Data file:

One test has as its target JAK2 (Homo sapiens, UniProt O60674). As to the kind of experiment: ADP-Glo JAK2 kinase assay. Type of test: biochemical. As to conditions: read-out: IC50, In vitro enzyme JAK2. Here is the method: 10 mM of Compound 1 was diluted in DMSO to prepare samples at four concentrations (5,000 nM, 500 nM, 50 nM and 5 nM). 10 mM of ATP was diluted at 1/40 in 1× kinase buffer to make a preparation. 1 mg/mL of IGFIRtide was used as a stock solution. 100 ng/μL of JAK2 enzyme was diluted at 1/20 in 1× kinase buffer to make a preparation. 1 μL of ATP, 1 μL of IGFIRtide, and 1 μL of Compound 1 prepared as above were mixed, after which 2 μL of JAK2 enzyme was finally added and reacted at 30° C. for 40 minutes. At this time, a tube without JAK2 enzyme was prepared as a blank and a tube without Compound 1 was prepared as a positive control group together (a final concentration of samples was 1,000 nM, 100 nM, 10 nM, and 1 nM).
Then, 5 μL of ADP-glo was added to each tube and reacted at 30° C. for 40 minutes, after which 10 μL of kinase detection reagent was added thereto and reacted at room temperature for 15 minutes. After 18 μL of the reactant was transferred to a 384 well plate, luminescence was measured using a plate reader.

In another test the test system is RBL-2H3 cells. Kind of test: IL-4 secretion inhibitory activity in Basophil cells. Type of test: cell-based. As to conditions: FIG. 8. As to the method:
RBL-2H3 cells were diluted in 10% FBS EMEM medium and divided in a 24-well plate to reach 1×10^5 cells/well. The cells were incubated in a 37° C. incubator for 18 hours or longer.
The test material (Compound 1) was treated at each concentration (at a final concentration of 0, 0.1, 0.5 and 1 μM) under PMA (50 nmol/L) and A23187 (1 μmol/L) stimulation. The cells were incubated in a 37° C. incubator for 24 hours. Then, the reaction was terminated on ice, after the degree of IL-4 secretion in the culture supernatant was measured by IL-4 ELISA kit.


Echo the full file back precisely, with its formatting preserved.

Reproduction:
One test has as its target JAK2 (Homo sapiens, UniProt O60674). As to the kind of experiment: ADP-Glo JAK2 kinase assay. Type of test: biochemical. As to conditions: read-out: IC50, In vitro enzyme JAK2. Here is the method: 10 mM of Compound 1 was diluted in DMSO to prepare samples at four concentrations (5,000 nM, 500 nM, 50 nM and 5 nM). 10 mM of ATP was diluted at 1/40 in 1× kinase buffer to make a preparation. 1 mg/mL of IGFIRtide was used as a stock solution. 100 ng/μL of JAK2 enzyme was diluted at 1/20 in 1× kinase buffer to make a preparation. 1 μL of ATP, 1 μL of IGFIRtide, and 1 μL of Compound 1 prepared as above were mixed, after which 2 μL of JAK2 enzyme was finally added and reacted at 30° C. for 40 minutes. At this time, a tube without JAK2 enzyme was prepared as a blank and a tube without Compound 1 was prepared as a positive control group together (a final concentration of samples was 1,000 nM, 100 nM, 10 nM, and 1 nM).
Then, 5 μL of ADP-glo was added to each tube and reacted at 30° C. for 40 minutes, after which 10 μL of kinase detection reagent was added thereto and reacted at room temperature for 15 minutes. After 18 μL of the reactant was transferred to a 384 well plate, luminescence was measured using a plate reader.

In another test the test system is RBL-2H3 cells. Kind of test: IL-4 secretion inhibitory activity in Basophil cells. Type of test: cell-based. As to conditions: FIG. 8. As to the method:
RBL-2H3 cells were diluted in 10% FBS EMEM medium and divided in a 24-well plate to reach 1×10^5 cells/well. The cells were incubated in a 37° C. incubator for 18 hours or longer.
The test material (Compound 1) was treated at each concentration (at a final concentration of 0, 0.1, 0.5 and 1 μM) under PMA (50 nmol/L) and A23187 (1 μmol/L) stimulation. The cells were incubated in a 37° C. incubator for 24 hours. Then, the reaction was terminated on ice, after the degree of IL-4 secretion in the culture supernatant was measured by IL-4 ELISA kit.